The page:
The truth of
the matter is that Jon was doing something wrong and even after it was obvious that he'd been caught doing it he was prepared to carry on, ignoring e-mails from me
and others on the subject. Sadly it was only the threat
of serious consequences that persuaded him to put a stop to it. Still, at least he acted before ebay... their first response was to tell me that they couldn't remove the
listing, which makes no sense at all. They've since removed it. Which makes sense. Odd.
The second ebay related series of events is certainly more trivial but has been running a little longer. I first mentioned it in this parish at
the end of February. It concerned my attempts to purchase a DVD of the brilliant sit-com Peep Show which was in part prompted by the ridiculous news
that Channel 4 had decided not to commission a new series (see Chortle.) Since then
it seems that someone at Channel 4 has seen sense and a new series has been commissioned after all.
(see Chortle again.)
But I digress. The point is that the seller concerned was actually trying to sell counterfeit copies of the first series. Ebay discovered this and ended their listing
but I'd already paid for it. I requested a refund to no avail. The seller then disappeared from ebay and removed all the money from their paypal account. No refund came. No DVD arrived either.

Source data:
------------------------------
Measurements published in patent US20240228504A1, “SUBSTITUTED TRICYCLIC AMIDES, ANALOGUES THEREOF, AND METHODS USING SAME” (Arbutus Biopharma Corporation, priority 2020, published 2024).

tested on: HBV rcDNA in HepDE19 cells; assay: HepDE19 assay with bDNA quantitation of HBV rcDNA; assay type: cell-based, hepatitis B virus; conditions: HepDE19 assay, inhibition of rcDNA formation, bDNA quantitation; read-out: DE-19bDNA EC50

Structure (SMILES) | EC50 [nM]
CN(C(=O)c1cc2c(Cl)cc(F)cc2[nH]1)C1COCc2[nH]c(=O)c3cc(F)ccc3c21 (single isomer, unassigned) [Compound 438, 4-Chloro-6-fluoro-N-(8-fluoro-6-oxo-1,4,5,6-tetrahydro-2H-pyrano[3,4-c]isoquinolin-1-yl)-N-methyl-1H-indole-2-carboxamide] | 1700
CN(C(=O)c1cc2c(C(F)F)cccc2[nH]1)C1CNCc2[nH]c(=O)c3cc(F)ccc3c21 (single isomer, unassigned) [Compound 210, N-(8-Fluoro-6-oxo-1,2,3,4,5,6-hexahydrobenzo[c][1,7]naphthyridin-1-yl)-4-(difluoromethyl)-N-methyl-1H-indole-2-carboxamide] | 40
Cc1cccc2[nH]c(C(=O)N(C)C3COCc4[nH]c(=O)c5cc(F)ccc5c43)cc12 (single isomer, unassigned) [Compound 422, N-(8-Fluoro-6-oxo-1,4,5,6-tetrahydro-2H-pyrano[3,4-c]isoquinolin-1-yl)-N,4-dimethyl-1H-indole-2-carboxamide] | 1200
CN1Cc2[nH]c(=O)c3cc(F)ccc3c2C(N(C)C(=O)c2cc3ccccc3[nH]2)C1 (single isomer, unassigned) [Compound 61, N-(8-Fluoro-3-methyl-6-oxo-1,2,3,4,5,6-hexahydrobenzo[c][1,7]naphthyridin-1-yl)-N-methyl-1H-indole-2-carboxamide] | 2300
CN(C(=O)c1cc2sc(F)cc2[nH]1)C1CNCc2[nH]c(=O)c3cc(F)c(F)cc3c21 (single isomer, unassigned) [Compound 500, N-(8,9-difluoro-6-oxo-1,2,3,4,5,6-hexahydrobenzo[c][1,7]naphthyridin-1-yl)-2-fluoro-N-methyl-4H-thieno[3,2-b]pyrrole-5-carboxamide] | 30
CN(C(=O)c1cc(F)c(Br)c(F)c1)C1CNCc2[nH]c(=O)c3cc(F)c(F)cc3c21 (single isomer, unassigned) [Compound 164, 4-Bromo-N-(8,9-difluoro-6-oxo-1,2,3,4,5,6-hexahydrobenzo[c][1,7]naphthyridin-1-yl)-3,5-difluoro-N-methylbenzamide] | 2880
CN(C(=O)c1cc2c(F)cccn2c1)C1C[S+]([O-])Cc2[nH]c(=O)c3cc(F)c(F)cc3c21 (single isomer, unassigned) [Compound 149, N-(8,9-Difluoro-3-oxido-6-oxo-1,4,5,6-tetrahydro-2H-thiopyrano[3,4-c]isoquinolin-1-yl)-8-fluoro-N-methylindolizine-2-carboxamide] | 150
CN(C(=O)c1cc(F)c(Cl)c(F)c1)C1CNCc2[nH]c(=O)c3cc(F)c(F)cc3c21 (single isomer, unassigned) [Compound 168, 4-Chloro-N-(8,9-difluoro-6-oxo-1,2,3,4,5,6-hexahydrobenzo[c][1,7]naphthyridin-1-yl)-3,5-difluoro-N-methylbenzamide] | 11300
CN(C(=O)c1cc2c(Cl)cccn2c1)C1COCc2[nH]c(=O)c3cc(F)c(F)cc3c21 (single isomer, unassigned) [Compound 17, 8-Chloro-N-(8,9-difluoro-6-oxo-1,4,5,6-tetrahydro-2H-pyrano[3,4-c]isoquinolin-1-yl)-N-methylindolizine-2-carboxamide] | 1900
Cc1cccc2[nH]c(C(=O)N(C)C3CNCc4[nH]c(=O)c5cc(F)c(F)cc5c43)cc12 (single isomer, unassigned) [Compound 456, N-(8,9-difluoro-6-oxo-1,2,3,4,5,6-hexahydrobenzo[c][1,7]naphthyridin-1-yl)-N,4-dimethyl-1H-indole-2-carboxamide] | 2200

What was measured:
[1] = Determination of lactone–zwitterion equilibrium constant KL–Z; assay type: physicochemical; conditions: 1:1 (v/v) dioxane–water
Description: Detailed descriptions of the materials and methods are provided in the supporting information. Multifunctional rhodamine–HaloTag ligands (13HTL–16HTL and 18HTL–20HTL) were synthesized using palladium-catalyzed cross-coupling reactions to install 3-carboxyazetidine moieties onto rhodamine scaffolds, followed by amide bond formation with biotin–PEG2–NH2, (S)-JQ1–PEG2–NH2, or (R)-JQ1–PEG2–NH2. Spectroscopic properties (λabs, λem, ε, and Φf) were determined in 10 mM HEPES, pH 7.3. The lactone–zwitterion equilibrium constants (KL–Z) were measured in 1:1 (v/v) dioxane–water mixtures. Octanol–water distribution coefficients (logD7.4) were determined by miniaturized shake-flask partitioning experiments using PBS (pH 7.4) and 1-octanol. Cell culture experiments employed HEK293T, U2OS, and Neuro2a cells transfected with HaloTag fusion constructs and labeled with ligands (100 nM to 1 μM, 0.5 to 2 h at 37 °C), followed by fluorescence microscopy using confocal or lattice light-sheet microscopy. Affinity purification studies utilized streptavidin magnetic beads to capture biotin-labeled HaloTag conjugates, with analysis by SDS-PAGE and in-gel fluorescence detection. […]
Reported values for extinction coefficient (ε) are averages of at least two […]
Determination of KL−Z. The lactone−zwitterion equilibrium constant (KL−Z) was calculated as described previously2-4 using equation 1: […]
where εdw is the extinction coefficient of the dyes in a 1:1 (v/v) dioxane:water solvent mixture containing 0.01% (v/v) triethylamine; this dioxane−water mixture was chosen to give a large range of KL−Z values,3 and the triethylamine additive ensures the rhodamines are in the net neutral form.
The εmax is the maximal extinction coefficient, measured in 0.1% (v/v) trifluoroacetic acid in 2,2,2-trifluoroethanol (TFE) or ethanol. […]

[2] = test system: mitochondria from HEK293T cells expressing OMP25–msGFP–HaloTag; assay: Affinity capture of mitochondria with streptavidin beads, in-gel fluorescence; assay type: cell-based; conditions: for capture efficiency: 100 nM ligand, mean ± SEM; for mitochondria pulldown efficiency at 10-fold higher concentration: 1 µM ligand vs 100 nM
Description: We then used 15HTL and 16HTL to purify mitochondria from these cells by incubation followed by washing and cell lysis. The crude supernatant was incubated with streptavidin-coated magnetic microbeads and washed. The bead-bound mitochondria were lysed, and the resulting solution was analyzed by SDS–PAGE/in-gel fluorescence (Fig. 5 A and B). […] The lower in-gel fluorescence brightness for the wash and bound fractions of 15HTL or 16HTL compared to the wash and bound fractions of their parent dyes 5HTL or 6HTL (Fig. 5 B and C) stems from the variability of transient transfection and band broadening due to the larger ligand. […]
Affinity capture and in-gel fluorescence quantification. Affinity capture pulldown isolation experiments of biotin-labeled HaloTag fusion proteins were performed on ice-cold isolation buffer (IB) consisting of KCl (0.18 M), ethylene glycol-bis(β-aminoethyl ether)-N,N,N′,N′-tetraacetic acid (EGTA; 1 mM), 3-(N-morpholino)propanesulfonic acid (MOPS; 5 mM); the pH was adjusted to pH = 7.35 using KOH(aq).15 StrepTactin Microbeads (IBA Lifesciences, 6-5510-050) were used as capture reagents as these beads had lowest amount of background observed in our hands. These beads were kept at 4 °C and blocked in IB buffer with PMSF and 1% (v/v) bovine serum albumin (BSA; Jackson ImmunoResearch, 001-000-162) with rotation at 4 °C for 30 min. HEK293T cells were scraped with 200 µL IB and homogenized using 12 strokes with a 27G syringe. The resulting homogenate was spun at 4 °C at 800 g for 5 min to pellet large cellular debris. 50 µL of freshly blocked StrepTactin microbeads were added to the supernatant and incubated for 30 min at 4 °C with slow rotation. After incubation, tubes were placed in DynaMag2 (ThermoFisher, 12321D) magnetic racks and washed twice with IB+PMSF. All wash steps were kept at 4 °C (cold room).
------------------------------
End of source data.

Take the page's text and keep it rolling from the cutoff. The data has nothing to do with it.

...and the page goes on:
just after I put their name and e-mail address on this page they got in touch to say they would sort it out. While I'm sure they will be true to their word I'm slightly confused by the e-mails
I'm receiving from them which seem to be very insistent that it wasn't their fault. Now it's possible that she is telling the truth - in which case it is her
brother who is
responsible for this whole thing and she was on holiday at the time. Of course that would involve her brother having her passwords and registering a paypal
account in her name and using her e-mail address but in a way that was to his financial advantage... which I have to say seems a tad unlikely. In any case if